So when I see criticism, and character assassination, of people that are pro-indy- e.g. The SNP, but that hasn’t been enough lately, has it?, they’ve started on other folk that are doing the good work – and try to paint it as ‘we don’t want that sort in our group’, elitism if you like, they are acting as agent provocateurs, because it takes ALL sorts to make up a group, a country, a nation, so the Yes Movement cannot ever be selective in who represents it. If you don’t want to read or listen to certain people’s opinions, then just don’t (but make it your own personal choice, not because someone dictates what is right or wrong), we already get British nationalist propaganda shoved down our throats, do we really have to listen to a ‘one voice’ elitist independence body too? By trying to stamp out alternative independence voices, these outlets are suppressing the diversity of thought, by suggesting there is only one way to behave or think, they are narrowing support to fewer and fewer people.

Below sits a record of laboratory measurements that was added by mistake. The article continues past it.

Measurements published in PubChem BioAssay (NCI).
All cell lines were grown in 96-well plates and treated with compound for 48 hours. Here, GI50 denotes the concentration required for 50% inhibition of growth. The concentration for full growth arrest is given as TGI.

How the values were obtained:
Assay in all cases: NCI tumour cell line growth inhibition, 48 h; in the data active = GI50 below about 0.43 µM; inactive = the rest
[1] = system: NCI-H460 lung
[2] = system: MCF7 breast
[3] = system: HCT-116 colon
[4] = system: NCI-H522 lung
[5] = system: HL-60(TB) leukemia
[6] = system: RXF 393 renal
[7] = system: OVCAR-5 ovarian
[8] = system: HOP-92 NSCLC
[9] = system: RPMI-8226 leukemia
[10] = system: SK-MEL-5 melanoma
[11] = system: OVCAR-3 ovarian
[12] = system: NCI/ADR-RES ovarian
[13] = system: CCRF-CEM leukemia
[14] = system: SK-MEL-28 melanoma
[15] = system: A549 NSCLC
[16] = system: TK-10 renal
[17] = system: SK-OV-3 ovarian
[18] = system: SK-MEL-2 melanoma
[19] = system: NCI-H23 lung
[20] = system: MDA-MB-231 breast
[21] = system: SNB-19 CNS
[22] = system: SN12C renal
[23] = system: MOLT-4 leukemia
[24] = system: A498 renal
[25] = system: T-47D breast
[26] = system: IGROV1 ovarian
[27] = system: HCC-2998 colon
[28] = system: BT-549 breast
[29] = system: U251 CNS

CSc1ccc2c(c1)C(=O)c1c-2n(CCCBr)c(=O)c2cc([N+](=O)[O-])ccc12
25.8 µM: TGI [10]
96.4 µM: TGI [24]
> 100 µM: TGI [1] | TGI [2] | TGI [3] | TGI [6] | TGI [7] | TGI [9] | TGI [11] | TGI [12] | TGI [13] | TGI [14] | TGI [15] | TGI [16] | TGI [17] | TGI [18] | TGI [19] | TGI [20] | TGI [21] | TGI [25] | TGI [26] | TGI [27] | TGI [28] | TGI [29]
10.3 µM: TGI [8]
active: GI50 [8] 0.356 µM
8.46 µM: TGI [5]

So, after that big long ramble, I do agree with you John, that those outlets are harmful, but not for the reasons you give – the State has politicised the independence question, and is forcing us to give reasoning within a political context – so, I don’t believe any one party should be singled out in the context of independence (I know this is impossible now, and I personally agree that the Tories,,, well, I agree with you about Tories, but these are personal opinions, we are just forced into associating them with a completely separate subject, but it should not be thus). We should be sidestepping actual party politics, reduce them to a by-play, they are not relevant to the issue at hand, however much they shout about it, they are a minority and only relevant in how much we want to use them to reach a goal. It is us, not the politicians, that have to want independence, they should not be leading on this, and the people that are trying to dictate how we behave because it reflects on the wider yes movement -tin foil hat warning – are just working in support of the State propaganda machine (knowingly or not). We also should not criticise their methods, if we don’t like them: blank them: by reacting and getting riled by their behaviour, we are just feeding the monster. We only need to agree on one subject – the rest can be dealt with by tolerance & consideration for others.